WASHINGTON Attorneys for former White House aide I. Lewis "Scooter" Libby will be allowed to narrowly question journalist Judith Miller about other government officials she spoke with regarding an outed CIA operative, a federal judge ruled today.
Libby's attorneys want to discredit the former New York Times reporter, whose testimony directly conflicts with what Libby told FBI agents investigating the CIA leak. He is accused of lying and obstructing that investigation.
Miller testified for more than two hours yesterday about two conversations she had in mid-2003 with Libby regarding the CIA operative, Valerie Plame. Those conversations are at the heart of Libby's perjury and obstruction trial because they allegedly occurred well before Libby says he learned Plame's identity from another reporter.
Miller's testimony is continuing today. U.S. District Judge Reggie B. Walton said attorneys could question Miller about who else she spoke with about Plame and her husband, former Ambassador Joseph Wilson. But Walton also said that attorneys could not ask about her conversations regarding prewar intelligence on Iraq and a possible uranium deal in Niger issues that Wilson was raising publicly in 2003.
Libby's attorneys want to show that Miller may have learned Plame's identity elsewhere because she was asking questions about Wilson. They also believe she selectively remembers certain conversations but not others.
"If she's talking to lots of people about Joe Wilson, the likelihood is somebody may have mentioned, 'His wife works at the CIA,'" defense attorney William Jeffress said. "It's my belief she cannot name a single person she talked to about Joe Wilson. I don't think this is an issue about sources. It's a question of credibility."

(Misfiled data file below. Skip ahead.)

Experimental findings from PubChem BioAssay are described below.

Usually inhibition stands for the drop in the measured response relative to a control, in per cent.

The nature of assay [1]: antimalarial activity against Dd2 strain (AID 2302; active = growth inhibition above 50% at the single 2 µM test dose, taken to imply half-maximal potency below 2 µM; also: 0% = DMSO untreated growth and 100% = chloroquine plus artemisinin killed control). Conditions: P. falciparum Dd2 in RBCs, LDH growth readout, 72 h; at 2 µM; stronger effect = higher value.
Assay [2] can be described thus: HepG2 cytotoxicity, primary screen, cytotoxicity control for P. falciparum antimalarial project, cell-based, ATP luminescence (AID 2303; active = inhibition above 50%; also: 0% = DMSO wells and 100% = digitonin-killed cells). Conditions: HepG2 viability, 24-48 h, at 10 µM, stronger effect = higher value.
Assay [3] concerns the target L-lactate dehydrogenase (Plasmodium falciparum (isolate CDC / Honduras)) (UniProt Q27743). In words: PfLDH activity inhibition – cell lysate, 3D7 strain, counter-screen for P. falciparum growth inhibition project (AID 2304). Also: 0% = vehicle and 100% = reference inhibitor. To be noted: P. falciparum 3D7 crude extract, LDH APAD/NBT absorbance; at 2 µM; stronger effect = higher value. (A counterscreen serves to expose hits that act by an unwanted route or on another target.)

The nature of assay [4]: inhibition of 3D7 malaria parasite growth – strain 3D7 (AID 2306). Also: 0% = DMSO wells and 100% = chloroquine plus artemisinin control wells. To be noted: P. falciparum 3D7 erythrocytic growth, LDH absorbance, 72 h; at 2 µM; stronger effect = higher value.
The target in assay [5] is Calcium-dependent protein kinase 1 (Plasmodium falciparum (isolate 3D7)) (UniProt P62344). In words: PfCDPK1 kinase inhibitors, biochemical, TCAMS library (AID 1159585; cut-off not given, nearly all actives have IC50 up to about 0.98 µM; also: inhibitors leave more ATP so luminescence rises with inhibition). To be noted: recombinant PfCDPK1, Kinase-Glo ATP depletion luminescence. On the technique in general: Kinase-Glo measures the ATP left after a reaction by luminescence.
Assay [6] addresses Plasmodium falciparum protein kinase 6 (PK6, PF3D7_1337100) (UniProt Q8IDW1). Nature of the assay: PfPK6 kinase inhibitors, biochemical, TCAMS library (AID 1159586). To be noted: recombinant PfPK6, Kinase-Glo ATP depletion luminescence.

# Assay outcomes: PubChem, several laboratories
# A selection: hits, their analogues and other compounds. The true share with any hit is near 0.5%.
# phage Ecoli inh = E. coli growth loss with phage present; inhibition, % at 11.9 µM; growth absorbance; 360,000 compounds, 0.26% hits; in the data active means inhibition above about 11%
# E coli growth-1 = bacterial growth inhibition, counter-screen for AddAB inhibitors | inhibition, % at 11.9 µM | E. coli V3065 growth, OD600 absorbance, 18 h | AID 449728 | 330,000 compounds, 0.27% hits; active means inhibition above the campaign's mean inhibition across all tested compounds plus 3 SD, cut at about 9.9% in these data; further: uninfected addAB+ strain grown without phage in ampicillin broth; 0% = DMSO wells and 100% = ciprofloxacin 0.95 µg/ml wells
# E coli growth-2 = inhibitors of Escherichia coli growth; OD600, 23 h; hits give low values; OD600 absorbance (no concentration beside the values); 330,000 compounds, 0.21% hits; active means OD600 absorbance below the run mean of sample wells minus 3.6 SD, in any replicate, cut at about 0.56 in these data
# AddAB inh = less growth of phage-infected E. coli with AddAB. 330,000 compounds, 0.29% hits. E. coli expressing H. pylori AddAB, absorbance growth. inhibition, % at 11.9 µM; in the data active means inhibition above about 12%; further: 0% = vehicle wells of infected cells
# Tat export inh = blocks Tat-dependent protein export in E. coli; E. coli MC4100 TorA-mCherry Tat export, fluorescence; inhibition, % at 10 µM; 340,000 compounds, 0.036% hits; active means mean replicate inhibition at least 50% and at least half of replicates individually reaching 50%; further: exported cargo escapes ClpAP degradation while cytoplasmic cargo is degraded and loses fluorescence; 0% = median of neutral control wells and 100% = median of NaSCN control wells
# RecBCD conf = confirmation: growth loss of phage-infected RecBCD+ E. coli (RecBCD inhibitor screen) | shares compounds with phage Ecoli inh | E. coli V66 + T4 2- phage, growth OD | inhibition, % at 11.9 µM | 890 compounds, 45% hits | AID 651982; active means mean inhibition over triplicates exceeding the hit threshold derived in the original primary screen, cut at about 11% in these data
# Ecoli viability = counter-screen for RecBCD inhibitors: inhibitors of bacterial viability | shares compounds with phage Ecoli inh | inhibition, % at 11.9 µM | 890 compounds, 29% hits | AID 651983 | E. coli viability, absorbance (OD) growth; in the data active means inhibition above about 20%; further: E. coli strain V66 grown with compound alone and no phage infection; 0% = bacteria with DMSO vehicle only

Variations of Plame's name appear in her notes, but Miller said she believed Libby was the first to discuss it.
Special Counsel Patrick Fitzgerald's case began as an investigation into who leaked Plame's name to reporters at a time when her husband was criticizing the Bush administration. Three years later, nobody has been charged with the leak. Libby is accused of obstructing the case and lying to investigators.
Journalism organizations have decried this trial, which could see 10 reporters become witnesses. Fitzgerald intends to call Matthew Cooper of Time and NBC's Tim Russert. Jeffress has said that up to seven reporters are on his witness list.